FW: I have noticed that many ordinary Nagas feel encouraged by being part of the UNPO as it let’s say represents the international community so they see it as that they are not alo0ne in their quest. On the other hand considering that it takes long this cease fire without, for them, any tangible results and at the same time India, through its forces and other ways of dealing with the situation like the divide and rule continues, either by spreading money or by propping up adversaries so the ground situation for the Nagas is deteriorating. On the one hand their way of life is enhanced, because from too much pressure because they are still under occupation but on the other hand they feel many forces work against them, psychological warfare for instance, so asking them to have a long breath how can you prop their feelings up?

MB: First to open the borders so to have free circulation of people’s ideas, capitals. That could be an intermediate point in the negotiations. I don’t know if it has been raised, but Nagaland is not a land that you can go visiting, for reasons of security and so on. It seems to me that in a democratic country rules regarding security can be changed. It is a pretty non violent request that Nagaland can be reachable for anyone in the world. That is the first step in my opinion.

FW:  So take it out of Isolation

MB: And the second is that it could be a process with a third part mediator. I am referring to the example. It took so many years, regarding Northern Ireland. I am referring to the senator Mitchell Commission, in order to process and setting negotiations based on decommissioning

FW: So third party mediation?

MB:Yeah, but not necessarily it should be a state. Usually a third commission in the case of Senator Mitchell was a production of a major Ngo, a think tank foundation and then there was the support on the issue by president Clinton, but the idea started in a different circle. I am referring to George Soros I am referring to other foundations, I am referring to all other Non-Governmental Organizations. The entire process started in the eighties and then in order to get some result in the beginning of the year 2009? But, I think to open the world Nagaland, getting free circulation of people, ideas, capitals, having a process starting with decommissioning of weapons of armies and so on, having an international monitoring of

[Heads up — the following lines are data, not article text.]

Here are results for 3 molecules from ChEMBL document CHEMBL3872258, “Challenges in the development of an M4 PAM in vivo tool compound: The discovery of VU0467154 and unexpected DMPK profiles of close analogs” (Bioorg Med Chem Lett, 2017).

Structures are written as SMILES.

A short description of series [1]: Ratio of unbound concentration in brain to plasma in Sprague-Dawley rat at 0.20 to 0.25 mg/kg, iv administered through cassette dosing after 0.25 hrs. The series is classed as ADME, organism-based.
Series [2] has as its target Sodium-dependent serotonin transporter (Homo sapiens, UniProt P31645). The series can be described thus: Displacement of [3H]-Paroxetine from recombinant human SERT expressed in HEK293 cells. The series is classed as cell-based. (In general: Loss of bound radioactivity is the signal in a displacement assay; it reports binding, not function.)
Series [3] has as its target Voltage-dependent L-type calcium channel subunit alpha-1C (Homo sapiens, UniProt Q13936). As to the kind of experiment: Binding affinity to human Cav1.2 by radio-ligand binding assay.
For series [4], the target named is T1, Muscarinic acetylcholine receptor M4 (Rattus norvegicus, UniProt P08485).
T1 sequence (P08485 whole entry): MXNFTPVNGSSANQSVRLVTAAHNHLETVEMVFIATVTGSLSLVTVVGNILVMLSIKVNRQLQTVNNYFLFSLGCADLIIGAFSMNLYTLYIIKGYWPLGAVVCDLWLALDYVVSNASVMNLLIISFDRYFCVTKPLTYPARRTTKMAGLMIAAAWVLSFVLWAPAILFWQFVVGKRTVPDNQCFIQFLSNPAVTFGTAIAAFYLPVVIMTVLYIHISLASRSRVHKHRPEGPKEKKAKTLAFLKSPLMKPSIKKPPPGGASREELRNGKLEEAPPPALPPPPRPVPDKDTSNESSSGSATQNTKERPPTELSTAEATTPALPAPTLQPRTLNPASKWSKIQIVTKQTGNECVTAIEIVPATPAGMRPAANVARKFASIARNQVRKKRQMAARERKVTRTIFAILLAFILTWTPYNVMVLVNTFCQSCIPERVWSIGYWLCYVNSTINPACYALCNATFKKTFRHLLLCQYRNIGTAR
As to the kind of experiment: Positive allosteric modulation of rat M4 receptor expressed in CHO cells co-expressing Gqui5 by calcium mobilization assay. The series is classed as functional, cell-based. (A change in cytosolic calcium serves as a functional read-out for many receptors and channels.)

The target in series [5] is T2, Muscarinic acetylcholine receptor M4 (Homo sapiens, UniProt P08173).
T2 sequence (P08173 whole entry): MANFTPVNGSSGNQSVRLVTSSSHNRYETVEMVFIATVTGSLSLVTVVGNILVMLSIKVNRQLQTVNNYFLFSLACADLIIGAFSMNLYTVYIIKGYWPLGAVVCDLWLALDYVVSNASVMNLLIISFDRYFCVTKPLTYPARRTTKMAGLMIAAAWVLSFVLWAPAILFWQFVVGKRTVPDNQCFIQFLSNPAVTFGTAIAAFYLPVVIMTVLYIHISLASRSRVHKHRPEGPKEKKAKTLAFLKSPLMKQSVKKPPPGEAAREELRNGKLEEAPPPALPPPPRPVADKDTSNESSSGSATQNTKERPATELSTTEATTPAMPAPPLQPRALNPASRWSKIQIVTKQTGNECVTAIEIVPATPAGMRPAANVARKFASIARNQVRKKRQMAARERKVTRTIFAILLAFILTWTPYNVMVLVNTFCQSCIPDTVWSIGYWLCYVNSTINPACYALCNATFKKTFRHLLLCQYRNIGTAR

FW: Decommissioning of weapons?

MB: Decommissioning on the level of non-violence because the security is a concept that is including everything but decommissioning level on the confrontation of a situation, even in a state of cease fire of negotiations there are some accidents, mostly on the harsh confrontations of some micro situation. Having a long path on decommissioning, step by step, situation by situation, the level of the use of violence or any acts in the field could be another step. I am referring to those two issues because they are not part I think of the core negotiations, they are not part of the negotiations regarding the half independence status, full autonomy, the mutual federation of the asymmetric federation or any other possibility. It can be seen as good will, waiting for the time and sometimes that is necessary…

FW: This goes for both parties?

MB: Yeah waiting for the time for sometimes that time is needed for the situation to be ripe to get a mutually satisfactory result. This part can help the people, with the Nagas to be confident and can even give the Government of India something that can improve the situation. In my opinion those issues like many others that have nothing to do with the main issue of the negotiations between India and Nagaland could help to create the atmosphere, the mutual respect and an improved loyalty upon keeping the word given during the negotiations. That can set a better background…….

FW: But doesn’t that mean that for instance the Indian Government should abolish the Armed Forces Special Powers Act, which is a tremendous tool for them to …..

MB: This could be a decision that should be taken by the Indian Parliament and executed by the Indian Government, but a process, in my opinion, of negotiating some particular steps which are not part of the package regarding the self determination, or autonomy or independence could open the way. I am referring to the context which is too strict, it does not give you any way out, we are trying to get some partial results which can improve the situation. That in turn can lead to a general improvement of the background of the negotiations. In my opinion any facilitator who can improve the level of the negotiations between the Nagas and the Indian Government will be helpful. Time is required because we need to be confident of changes in India, international and internal as even the Naga People are changing. We are in a world where changes are happening very quickly, but in my opinion there will be be a good option of setting a larger a broader negotiation including that would be a negotiation per installment of different issues, because there is always the risk is that, if the negotiations come to a dead end, there is nothing more to say and that means we mean to …

FW: That point has been reached some times